(2)How harmonious or spectacularly bold the work of the seasoning of the rice is achieved while remaining complementary of its topping? See previous point #1
(3)How delicious and how perfected (temperature/precision of the knife skills/work of the textures) were the sushis compared to the other sushis of this trip?
Sawada-san can is certainly talented, or else he would not be considered as one of the best in Tokyo, and there are certainly plenty of other sushi shops in Tokyo that are doing worse . That said, Sawada-san is also considered as a world class  elite Sushi Master. Consequently, I’ll compare my appreciation of  his craft to those standards. And at such, solely on the back of this meal, I did not find his slicing skills to be as consistently precise/impressive as his peers, and I was left with the same impression about  his work of the textures (which were at times glorious, indeed,  but not always). On the bright side, he was consistent in maintaining  a perfect control of  the temperature of his food: during my meal there, he essentially went by the book, which means almost uniformly using body temp for the rice, room temp for the seafood topping. As for the taste, the overall was not as delicious as, say, the consistently mouth watering meal I just had at Mizutani but rest assured that everything tasted good (just not as consistently  delicious  as what came from the kitchen of some of his direct competitors, the mackerel –in particular—should have been the perfect opportunity to storm my palate, as the others did, but it was a non -happening during my visit).
(4)How far the sourcing was pushed and how far it revealed a profound understanding of the subtleties of the produce (it is one thing to have top ingredients, it is a different story to pick that precise ingredient from that specific region which on a given point in time will allow your craft to express itself at its best)? Even by the already exemplary standards of those elite sushi Shops of Tokyo, some of his produce was exceptional.  Some of the other top sushi Masters of Tokyo can envy him for his beautiful produce. But for me, during this meal, he generally failed at extracting the most out of  his  exceptional produce in a way that his direct competition has managed to do,  during this trip.

””The sourcing is world class, but in the end, my meal at Sawada did not manage to leave an impression in the way that Mizutani did. To the contrary of many people, I do not mind Genius cooking (which is what sushi performance of this level, price tag and world class reputation, is supposed to be – Genius, in this case,  meaning an overall craftmanship that’s way above the standards that already exist and NOT some surreal /out-of-context vision of what food can’t be) to follow the course of hits and misses, but it has  to, ultimately, awe  me with an ‘impression of the spectacular’ that is capable to wipe all the misses and dominate the hits. That is what Mizutani-san did. Alas, Sawada-San did not walk in his steps (I was obviously not floored by Sawada’s seasoning + work of the texture of the rice as well as some of his sushis). At least the finer  sushis  managed  to convey how ingenious, often witty, the Master can be in his prime. I just wished he would express it more  consistently. Still, regardless of some of my severe observations, I fully enjoyed my time here and the journey remains one to never forget as the charisma of the Chef, coupled with a sense of place  and exceptional sourcing do  suffice in explaining why Sawada is oftently regarded as one of world’s finest Sushi shops”’. Obviously, and hopefully, my high  rating of  8/10 (see the section ‘overall food performance’) is a testament to my latest assertion.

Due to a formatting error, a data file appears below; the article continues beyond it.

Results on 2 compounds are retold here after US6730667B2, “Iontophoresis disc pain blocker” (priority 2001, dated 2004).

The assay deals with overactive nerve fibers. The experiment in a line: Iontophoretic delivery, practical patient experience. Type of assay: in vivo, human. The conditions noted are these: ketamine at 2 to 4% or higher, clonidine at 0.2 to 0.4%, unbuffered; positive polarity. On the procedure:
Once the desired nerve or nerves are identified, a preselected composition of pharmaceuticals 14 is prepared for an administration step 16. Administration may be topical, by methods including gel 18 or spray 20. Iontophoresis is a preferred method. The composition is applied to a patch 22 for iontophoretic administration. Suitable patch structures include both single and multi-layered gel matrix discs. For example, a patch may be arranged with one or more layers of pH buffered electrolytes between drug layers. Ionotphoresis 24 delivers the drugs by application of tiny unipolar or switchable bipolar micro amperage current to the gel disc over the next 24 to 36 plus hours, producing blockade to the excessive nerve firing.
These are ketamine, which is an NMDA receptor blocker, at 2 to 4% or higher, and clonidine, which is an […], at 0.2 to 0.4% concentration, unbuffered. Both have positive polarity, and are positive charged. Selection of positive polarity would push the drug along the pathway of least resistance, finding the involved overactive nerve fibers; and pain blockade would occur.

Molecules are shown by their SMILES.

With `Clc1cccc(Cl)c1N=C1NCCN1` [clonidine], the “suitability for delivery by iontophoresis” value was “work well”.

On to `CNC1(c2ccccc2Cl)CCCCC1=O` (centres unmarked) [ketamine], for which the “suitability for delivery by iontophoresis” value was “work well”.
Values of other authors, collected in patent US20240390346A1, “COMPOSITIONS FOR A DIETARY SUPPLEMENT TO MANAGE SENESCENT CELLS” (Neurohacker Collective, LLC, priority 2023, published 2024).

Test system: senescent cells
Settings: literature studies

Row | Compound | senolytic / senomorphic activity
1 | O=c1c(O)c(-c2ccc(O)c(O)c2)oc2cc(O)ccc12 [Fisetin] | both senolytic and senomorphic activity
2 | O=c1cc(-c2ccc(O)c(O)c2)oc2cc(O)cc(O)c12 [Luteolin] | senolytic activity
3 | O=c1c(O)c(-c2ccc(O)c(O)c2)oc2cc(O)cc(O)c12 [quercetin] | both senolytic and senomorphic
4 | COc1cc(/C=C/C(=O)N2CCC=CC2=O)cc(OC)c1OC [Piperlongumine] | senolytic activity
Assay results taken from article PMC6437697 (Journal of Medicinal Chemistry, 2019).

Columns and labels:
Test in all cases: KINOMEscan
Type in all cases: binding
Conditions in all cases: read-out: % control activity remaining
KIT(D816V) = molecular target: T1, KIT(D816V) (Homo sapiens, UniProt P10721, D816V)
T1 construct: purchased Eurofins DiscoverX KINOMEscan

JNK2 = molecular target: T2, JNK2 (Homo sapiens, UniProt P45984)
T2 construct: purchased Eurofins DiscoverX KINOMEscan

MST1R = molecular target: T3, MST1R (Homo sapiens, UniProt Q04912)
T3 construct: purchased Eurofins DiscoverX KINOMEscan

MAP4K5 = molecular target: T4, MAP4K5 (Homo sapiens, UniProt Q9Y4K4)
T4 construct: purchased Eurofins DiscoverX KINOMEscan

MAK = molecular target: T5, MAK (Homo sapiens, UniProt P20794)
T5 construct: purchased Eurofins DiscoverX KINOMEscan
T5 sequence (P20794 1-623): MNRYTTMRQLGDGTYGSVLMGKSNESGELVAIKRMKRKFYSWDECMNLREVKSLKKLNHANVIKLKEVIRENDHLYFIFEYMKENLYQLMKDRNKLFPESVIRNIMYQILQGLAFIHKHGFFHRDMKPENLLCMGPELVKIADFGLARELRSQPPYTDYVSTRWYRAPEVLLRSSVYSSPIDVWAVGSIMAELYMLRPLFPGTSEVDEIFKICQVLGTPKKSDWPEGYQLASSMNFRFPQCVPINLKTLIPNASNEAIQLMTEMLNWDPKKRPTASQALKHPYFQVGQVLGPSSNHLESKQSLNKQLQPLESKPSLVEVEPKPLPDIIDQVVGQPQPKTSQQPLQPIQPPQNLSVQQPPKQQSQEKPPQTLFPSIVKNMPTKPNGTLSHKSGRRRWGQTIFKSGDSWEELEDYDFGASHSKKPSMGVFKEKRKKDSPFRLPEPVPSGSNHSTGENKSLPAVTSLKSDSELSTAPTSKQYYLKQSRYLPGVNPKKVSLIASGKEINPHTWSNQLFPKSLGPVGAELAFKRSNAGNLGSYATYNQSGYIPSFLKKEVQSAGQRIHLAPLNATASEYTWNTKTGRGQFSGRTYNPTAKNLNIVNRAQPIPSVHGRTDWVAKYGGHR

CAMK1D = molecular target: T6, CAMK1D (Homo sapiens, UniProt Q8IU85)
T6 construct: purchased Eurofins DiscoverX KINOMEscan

SAWADA3

Overall food performance: 8/10  (Category: top tier Sushi shop in Tokyo, World class sushiya)  in comparison to the other Sushi meals of this trip to Tokyo (for eg,  I prefered my meal at Sawada to those I had at Daisan Harumi/Sushi Oono/Sushi Sho/Sushi Iwa, but the meal at Mizutani had the edge). The essential is already written above (the section in red), so I’ll just add that  you SHOULD NOT start comparing my score of Sushi Sawada to — to take an example —  the scores of my Sushi meals outside of Tokyo –  we are in a completely different set of expectations and circumstances.

What do I think a week  later: In Tokyo, the ‘sushi shop spectrum’ regulates itself….the best produce are for a handful of elite shops like Sawada,Mizutani, Jiro,Saito. The second tier shops and the rest will  have to fight hard to get good seafood, rice, etc. The huge advantage of Sawada is that a journey under this roof  does  boot with spectacular produce. That, alone, explains why many have been impressed by Sawada.